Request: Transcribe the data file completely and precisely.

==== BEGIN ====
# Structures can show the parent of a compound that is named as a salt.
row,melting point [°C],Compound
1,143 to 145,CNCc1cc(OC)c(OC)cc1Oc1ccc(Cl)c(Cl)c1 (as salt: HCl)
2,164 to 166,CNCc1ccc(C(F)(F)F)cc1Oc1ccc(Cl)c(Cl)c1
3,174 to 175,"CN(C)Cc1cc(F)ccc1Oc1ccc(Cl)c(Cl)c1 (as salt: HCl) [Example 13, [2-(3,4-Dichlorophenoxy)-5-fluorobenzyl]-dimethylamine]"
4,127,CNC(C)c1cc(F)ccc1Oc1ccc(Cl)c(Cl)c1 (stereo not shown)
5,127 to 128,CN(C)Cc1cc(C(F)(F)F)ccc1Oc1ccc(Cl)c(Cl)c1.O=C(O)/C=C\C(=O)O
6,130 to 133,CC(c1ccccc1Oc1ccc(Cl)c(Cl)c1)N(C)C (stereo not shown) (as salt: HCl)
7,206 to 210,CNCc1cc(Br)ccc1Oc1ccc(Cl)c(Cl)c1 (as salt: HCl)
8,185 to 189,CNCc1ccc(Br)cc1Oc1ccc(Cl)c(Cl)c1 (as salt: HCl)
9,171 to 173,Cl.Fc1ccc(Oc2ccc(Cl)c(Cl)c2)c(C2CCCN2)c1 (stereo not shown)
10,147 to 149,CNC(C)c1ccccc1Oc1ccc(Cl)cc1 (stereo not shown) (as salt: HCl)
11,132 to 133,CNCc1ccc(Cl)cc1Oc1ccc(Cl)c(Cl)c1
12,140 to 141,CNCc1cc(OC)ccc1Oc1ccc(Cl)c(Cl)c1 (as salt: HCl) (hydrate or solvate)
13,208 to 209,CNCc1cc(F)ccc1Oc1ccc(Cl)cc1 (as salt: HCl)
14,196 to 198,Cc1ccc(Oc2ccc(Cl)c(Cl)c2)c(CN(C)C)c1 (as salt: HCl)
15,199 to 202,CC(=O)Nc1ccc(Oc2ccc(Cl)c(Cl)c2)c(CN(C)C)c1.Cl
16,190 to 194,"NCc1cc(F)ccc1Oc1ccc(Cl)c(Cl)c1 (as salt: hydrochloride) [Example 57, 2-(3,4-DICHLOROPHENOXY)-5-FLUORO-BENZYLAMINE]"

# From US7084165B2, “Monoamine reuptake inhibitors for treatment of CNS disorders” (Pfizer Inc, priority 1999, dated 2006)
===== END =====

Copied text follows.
# Structures can show the parent of a compound that is named as a salt.
row,melting point [°C],Compound
1,143 to 145,CNCc1cc(OC)c(OC)cc1Oc1ccc(Cl)c(Cl)c1 (as salt: HCl)
2,164 to 166,CNCc1ccc(C(F)(F)F)cc1Oc1ccc(Cl)c(Cl)c1
3,174 to 175,"CN(C)Cc1cc(F)ccc1Oc1ccc(Cl)c(Cl)c1 (as salt: HCl) [Example 13, [2-(3,4-Dichlorophenoxy)-5-fluorobenzyl]-dimethylamine]"
4,127,CNC(C)c1cc(F)ccc1Oc1ccc(Cl)c(Cl)c1 (stereo not shown)
5,127 to 128,CN(C)Cc1cc(C(F)(F)F)ccc1Oc1ccc(Cl)c(Cl)c1.O=C(O)/C=C\C(=O)O
6,130 to 133,CC(c1ccccc1Oc1ccc(Cl)c(Cl)c1)N(C)C (stereo not shown) (as salt: HCl)
7,206 to 210,CNCc1cc(Br)ccc1Oc1ccc(Cl)c(Cl)c1 (as salt: HCl)
8,185 to 189,CNCc1ccc(Br)cc1Oc1ccc(Cl)c(Cl)c1 (as salt: HCl)
9,171 to 173,Cl.Fc1ccc(Oc2ccc(Cl)c(Cl)c2)c(C2CCCN2)c1 (stereo not shown)
10,147 to 149,CNC(C)c1ccccc1Oc1ccc(Cl)cc1 (stereo not shown) (as salt: HCl)
11,132 to 133,CNCc1ccc(Cl)cc1Oc1ccc(Cl)c(Cl)c1
12,140 to 141,CNCc1cc(OC)ccc1Oc1ccc(Cl)c(Cl)c1 (as salt: HCl) (hydrate or solvate)
13,208 to 209,CNCc1cc(F)ccc1Oc1ccc(Cl)cc1 (as salt: HCl)
14,196 to 198,Cc1ccc(Oc2ccc(Cl)c(Cl)c2)c(CN(C)C)c1 (as salt: HCl)
15,199 to 202,CC(=O)Nc1ccc(Oc2ccc(Cl)c(Cl)c2)c(CN(C)C)c1.Cl
16,190 to 194,"NCc1cc(F)ccc1Oc1ccc(Cl)c(Cl)c1 (as salt: hydrochloride) [Example 57, 2-(3,4-DICHLOROPHENOXY)-5-FLUORO-BENZYLAMINE]"

# From US7084165B2, “Monoamine reuptake inhibitors for treatment of CNS disorders” (Pfizer Inc, priority 1999, dated 2006)